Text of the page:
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I believe one of the biggest problems recently graduated architects are encountering is their lack of professional experience. That’s totally normal. Without knowing what to do, finding employment in architecture can be very costly, both financially and time wise.

Personally, I started my professional career with some internships where I saw how an architecture project in the street worked: the paperwork that’s involved, the invoices, the budgets, the smell of the ink from the plans in the office, how the models feel under your fingers.

Honestly, you have no idea how open other architects are to sharing their knowledge and making room for the new generations that come after. It makes sense because in a way they see themselves in the new generation, as they were a few years ago.

I started by doing a few internships, these were my first steps in the working world, but once you are inside it is much easier to progress and move in that environment. It’s like moving going from living on land to being in the water, at first you are clumsy and slow, but then you learn to swim on your own. But I’m not going to lie to you, all that glitters is not gold.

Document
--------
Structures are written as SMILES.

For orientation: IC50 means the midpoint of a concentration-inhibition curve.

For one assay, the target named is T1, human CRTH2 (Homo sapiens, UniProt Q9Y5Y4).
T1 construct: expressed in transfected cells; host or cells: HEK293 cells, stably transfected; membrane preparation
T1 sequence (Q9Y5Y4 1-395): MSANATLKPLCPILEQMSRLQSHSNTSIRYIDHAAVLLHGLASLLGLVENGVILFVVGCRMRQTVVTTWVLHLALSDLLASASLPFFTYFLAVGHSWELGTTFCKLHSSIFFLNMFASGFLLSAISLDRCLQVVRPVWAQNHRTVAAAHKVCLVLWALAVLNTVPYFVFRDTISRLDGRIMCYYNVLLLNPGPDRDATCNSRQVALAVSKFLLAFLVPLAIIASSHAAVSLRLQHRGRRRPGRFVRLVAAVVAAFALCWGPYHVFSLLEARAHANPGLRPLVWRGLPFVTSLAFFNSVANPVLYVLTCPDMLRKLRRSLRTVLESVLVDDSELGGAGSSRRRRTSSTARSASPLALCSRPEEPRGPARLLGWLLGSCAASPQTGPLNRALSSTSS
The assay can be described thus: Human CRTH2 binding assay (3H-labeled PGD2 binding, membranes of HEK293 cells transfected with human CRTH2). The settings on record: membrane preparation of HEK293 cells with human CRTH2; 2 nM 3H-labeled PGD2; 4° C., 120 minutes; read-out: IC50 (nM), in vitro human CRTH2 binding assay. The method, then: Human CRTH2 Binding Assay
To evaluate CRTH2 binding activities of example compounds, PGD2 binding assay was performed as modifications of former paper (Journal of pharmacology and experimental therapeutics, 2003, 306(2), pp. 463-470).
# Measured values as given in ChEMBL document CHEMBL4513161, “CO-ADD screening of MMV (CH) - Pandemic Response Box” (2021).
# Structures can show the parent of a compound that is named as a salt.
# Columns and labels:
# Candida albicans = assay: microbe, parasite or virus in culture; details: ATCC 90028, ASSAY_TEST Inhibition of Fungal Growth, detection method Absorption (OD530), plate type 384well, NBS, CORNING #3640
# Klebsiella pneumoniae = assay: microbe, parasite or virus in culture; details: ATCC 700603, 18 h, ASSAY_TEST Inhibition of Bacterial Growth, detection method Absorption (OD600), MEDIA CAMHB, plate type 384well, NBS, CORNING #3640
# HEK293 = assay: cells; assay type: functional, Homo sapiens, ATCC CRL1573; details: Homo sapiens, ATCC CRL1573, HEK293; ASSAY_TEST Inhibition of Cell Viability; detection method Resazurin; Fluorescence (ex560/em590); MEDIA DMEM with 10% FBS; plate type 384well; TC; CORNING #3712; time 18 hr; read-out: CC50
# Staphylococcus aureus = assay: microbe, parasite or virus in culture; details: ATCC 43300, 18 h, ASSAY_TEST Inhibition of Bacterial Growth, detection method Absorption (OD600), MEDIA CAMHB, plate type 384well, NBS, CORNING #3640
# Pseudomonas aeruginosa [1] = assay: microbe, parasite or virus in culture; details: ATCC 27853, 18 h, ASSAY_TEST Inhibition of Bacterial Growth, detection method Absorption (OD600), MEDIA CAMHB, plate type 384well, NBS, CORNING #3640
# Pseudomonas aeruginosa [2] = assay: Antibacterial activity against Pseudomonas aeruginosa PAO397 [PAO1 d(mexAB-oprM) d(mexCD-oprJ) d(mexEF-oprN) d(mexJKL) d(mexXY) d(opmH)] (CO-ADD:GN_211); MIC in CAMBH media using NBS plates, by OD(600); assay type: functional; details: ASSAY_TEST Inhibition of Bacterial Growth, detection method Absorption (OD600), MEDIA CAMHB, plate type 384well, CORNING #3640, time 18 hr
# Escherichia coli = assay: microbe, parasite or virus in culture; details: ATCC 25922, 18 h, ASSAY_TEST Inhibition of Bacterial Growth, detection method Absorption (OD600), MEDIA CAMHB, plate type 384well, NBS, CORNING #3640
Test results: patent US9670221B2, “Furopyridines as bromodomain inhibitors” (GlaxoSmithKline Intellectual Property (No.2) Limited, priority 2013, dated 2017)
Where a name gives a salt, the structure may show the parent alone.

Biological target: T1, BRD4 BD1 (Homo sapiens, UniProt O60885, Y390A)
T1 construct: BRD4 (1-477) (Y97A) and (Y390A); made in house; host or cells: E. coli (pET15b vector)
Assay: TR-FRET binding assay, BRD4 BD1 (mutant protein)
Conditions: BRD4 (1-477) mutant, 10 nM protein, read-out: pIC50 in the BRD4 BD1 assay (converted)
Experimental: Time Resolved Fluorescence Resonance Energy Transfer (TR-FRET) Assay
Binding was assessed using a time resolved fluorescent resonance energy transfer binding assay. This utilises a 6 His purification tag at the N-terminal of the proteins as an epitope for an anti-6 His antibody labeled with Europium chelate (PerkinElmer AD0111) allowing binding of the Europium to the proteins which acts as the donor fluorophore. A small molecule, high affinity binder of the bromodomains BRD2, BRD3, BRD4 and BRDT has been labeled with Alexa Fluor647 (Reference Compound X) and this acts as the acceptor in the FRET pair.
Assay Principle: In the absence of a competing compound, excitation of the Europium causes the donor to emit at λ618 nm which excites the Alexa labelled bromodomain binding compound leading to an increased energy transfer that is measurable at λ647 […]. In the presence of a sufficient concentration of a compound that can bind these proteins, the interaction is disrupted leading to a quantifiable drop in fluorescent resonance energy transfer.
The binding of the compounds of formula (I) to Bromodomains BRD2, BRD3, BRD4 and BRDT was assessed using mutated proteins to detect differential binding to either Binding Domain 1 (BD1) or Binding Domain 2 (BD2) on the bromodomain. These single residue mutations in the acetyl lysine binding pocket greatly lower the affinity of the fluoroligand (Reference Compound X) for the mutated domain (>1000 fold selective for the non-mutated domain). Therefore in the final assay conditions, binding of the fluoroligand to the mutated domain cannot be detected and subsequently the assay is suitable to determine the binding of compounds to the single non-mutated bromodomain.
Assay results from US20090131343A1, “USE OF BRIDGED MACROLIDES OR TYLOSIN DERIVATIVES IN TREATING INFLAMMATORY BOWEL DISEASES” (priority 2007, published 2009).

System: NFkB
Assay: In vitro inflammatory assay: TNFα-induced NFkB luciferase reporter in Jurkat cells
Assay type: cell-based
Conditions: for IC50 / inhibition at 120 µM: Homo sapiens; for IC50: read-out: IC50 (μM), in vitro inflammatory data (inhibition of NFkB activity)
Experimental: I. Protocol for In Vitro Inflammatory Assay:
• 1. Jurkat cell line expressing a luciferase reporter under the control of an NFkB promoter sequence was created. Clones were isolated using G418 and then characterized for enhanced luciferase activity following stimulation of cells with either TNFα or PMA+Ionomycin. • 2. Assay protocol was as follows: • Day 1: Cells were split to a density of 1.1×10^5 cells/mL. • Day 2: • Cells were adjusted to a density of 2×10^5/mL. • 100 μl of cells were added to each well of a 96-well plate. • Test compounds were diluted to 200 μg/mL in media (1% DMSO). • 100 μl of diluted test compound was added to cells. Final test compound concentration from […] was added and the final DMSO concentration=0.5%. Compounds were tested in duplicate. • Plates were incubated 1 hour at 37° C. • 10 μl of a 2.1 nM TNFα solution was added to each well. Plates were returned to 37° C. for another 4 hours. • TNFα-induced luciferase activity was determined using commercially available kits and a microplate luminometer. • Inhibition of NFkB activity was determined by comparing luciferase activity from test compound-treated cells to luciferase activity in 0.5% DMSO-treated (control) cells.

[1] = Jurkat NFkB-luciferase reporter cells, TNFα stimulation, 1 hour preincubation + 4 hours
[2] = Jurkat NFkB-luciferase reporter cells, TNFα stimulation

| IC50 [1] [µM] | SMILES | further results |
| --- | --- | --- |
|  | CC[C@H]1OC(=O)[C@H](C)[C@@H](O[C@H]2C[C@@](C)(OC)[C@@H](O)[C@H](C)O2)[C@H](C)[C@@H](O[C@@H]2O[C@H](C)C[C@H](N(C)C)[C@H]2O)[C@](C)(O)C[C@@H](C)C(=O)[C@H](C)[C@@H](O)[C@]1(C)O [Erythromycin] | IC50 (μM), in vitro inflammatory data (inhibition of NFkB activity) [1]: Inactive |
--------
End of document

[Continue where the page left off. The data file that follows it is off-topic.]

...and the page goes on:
Put it this way, people looking for their first job as an architect are like “salt”. Just an object for trade, a mere commodity.

You’ll notice that it usually doesn’t matter what kind of salt you prefer. All salt looks the same. You could change one brand of salt for another and no one will notice the difference. In fact, the price of salt is extremely low. So you don’t want to be “salt” you want to be “caviar”, something so unique and scarce that people pay huge amounts of money to get it.

If you behave like “caviar”, architecture studios wouldn’t even consider passing you up, because you have demonstrated clearly through your application that you are the solution to their problems. At least a part of them. This will make you unique.

(Read more via archdaily.com)